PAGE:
SXSW 2013- late wrap-up and addenda
With whirlwind blur of SXSW over two weeks over now, it's good to reflect on what happened, if only to remember it all- I saw about 66 shows this time (which is a record for me there). Even then, there were a bunch of things I wished that I could have seen, like Pharcyde (see this video from their Austin show) and California X but there's only so much time and so many acts...
Still, I was fortunate enough to cover the festival for both the Wire magazine and Billboard this year (see this bit.ly bundle for the stories that I did for BB). Even after the coverage that I did for both publications, which including a few dozen bands, there were still some others that I didn't have time, space or context to write up otherwise. I did want to take a moment to note some of these other acts because they did make an impression on me and I hope that you'll want to hear more about them too, which you can do at all of the links below and see some of the videos of them that I shot.
Loved last year's Reservation mixtape from this Michigan/Virginia rapper and her live show reminded me why- she's sassy, smart and quick-lipped (play the video above for some proof of that). It's no wonder that Carson Daily not only made her the feature act for his showcase at SXSW but also went out of his way to offer her slobbering praise when introducing her and insisting that she will blow up big soon- most likely after she finishes her album for Universal I'd say.
As much as I was looking forward to seeing Killer Mike (whose R.A.P. Music album I enjoy more and more) and Myka 9 (whose Sovereign Soul album was unfairly overlooked last year) and curious to see what Kendrick Lamar would bring live, K.R.I.T. put on the best 'big name' rap show I saw at the fest. Mike was great doing "Reagan" live (especially when he pointed out each lie in the Gipper's vocal sample about Iran-Contra) and Myka had moments of brilliance that he couldn't keep up momentum for and Lamar worked the crowd well but not as well or expertly as K.R.I.T. did, totally owning the show and the audience. 4eva N a Day indeed.
By now, most folkie/country bands that try to sound authentic just sound hokey instead. And with their punky get-up's, you'd think these gals and guys (with a stand-up drummer and androgynous bassist) would be no different, but they are. Maybe it's because they really are having fun at what they do which makes for good music, but their enthusiasm and good cheer is definitely infectious too, even for a former skeptic like me.
Siouxsie fans Savages were called 'the saviors of rock' and other nice hyped-up phrases even before SXSW ended but I thought that this Brooklyn crew flew the post-punk revival flag much prouder and better. Glad to see I wasn't the only one who noticed as they landed a deal not longer after the fest.
More Or Les (who you should see). I did catch this NC kingpin though and was glad that I did. He manages to stand out from the pack by being a little smarter and funnier than the rest. Why won't he be consider for a Revenge of the Nerds sequel is beyond me.
These youngsters have 'heart throb' written all over them but they also have the songs that you'd hope from a poppy rock band (or vice versa). They did a purposefully low-key show for their convention center day gig but it suited the music just fine- a high powered outing would have trounced their adorable tunes.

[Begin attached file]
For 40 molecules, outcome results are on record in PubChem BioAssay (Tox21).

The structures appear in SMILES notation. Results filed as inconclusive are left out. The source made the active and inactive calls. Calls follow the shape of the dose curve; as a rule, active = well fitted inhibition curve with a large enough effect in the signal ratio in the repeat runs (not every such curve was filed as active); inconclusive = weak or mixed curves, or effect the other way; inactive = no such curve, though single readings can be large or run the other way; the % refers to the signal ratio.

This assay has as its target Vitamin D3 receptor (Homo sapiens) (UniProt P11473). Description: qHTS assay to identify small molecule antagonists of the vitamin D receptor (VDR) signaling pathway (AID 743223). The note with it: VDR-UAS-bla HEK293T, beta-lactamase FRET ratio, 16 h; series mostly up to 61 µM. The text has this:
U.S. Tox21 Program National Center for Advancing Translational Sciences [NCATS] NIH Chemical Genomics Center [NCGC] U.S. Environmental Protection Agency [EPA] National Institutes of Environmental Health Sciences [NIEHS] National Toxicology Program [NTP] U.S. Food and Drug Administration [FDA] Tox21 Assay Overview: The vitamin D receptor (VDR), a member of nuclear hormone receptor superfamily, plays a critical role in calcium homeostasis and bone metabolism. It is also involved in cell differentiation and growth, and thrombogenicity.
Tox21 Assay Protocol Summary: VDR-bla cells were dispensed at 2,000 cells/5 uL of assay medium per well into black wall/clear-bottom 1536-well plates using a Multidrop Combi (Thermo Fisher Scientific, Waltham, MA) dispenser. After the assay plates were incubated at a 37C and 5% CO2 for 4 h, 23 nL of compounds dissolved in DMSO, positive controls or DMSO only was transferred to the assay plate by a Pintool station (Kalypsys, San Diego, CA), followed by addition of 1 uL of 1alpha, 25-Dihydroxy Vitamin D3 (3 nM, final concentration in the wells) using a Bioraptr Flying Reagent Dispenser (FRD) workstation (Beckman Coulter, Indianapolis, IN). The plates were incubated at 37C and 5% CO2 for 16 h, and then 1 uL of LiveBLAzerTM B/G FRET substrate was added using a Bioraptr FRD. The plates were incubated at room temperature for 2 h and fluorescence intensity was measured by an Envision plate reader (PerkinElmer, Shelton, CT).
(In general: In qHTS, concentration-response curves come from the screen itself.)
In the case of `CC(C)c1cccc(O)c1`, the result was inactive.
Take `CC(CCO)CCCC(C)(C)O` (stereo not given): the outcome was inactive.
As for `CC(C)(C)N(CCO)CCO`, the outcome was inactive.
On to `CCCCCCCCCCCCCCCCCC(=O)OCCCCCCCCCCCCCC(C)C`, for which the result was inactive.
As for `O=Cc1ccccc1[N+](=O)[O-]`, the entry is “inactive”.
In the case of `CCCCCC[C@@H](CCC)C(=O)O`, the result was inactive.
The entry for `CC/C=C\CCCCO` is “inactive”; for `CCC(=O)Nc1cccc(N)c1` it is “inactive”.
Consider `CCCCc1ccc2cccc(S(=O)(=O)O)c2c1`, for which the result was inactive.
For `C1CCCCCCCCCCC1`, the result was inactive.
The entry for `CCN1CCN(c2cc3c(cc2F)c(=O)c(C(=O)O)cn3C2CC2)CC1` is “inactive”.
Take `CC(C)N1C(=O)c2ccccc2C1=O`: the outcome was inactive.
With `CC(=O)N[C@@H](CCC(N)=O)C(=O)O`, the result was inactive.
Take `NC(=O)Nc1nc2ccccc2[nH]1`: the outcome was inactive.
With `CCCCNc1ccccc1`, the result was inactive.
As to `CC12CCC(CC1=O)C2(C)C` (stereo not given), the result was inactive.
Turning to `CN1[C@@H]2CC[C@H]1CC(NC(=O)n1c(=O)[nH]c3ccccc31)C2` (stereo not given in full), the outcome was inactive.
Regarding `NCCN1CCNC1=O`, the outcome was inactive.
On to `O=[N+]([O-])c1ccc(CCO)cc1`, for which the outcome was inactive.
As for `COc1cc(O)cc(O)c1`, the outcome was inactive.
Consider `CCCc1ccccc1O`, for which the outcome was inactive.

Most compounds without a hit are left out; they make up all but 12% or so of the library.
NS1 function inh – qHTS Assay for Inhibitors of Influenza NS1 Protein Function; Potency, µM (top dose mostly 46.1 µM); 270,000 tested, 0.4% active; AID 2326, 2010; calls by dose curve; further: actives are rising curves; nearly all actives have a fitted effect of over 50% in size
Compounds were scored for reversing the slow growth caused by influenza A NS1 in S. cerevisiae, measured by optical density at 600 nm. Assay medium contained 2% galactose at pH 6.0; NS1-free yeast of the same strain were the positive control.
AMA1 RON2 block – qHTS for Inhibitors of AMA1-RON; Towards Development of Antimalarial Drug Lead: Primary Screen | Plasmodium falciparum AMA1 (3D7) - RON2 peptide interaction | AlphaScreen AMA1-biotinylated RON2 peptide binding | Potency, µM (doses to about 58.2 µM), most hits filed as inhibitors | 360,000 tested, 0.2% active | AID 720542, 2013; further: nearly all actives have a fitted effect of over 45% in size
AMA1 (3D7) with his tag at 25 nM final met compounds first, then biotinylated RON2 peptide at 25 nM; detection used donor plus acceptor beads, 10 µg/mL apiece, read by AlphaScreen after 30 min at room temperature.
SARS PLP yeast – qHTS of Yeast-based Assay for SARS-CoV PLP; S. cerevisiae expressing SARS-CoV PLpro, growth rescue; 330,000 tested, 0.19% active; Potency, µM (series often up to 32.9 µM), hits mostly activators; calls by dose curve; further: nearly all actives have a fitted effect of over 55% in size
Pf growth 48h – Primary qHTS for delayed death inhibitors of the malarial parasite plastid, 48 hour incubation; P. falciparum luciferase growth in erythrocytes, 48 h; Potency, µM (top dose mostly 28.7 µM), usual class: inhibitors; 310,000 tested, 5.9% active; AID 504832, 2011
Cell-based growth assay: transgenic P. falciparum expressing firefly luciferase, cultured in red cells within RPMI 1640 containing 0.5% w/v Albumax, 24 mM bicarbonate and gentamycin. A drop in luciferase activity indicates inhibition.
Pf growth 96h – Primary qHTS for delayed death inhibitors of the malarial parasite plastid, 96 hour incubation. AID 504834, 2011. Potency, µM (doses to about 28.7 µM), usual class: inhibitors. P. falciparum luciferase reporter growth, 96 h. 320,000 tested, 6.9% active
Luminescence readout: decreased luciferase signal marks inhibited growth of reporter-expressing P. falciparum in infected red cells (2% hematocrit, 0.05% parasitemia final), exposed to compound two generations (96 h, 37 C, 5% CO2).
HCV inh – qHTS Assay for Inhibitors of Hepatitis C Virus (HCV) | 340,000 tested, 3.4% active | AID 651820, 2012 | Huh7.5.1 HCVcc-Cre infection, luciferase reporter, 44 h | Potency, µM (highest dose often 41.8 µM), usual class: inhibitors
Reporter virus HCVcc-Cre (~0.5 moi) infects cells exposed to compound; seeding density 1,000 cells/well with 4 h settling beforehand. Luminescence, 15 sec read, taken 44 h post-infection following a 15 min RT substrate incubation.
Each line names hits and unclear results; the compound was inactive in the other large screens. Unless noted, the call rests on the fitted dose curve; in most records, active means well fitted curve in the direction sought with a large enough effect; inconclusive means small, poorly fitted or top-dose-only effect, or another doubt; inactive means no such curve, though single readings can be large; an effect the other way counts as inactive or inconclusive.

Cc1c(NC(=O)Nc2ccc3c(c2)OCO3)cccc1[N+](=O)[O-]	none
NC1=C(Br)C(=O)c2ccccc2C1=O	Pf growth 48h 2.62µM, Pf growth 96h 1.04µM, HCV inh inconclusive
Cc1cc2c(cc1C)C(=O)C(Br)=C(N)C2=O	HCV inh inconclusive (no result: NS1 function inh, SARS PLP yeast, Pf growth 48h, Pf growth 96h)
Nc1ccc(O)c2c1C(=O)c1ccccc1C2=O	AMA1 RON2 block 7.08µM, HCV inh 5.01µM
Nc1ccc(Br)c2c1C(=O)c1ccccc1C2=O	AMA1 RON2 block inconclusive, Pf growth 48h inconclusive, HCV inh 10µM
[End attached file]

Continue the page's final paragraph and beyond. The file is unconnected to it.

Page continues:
Speaking of World music, how about some desert blues? Like Tinariwen, they're part of the nomadic Tuareg tribe of the Sahara and also play hypnotic music though this band is a little more sparer. Still, you get a good buzz from those repeating guitar figures.
right here). It didn't hurt that they had an over-enthused friend/fan in front, touting them and directing people to purchase said album- good marketing there!
BONUS CUTS: In addition, a few other items worth adding that happened at SXSW.
Joe Boyd- the famous producer was in town to tout his Nick Drake tribute shows/film, plus a panel on Drake. I got to ask him some questions related to his SXSW experience shortly after he arrived.
Q: What's the best band/artist you've seen yet?
JB: I've only been here for one day but I saw a great documentary about Arhoolie Records called This Ain't No Mouse Music with people like Flaco Jiminez and Nance Lipscomb.
Q: Who are you most excited to see?
JB: Prince and Buddy Miller. I'm a great admirer of both of them!
Q: What's the best party you've been to?
JB: I loved the NPR party with Nick Cave, Yeah Yeah Yeah Yeah's and Cafe Tacuba.
Q: What's the best panel or keynote you've seen?
JB: I'm sorry that I missed two- Infamous Band Disputes and the Muscle Shoals panel. Of course, I'm looking forward to my own Nick Drake panel.
Q: What's the best gossip you've heard?
JB: I'm not the ideal responder- I'm an outsider now.
Q: Who have you met/hope to meet that you are most excited about?
JB: There's a young singer named Aoife O'Donovan who I'd like to include at a an upcoming Nick Drake tribute in New York (April 10, Joe's Pub).
(NOTE: This did in fact work out as she'll be performing there)
Q: Who/what do you think people will be buzzing about after SXSW 2012 is over?
JB: In his keynote, David Grohl was talking about going back to recording on analog, going back to the basics for a naturalistic approach. That's still a minority view but that might get some relevancy here. If people would leave here with more fervor about that, it would be great.
Chuck D & Bootsy
For any funk fan, this was a tough one to miss. Chuck of course was very respectful and Bootsy had good perspective about the music biz, some of which you can peep in this video.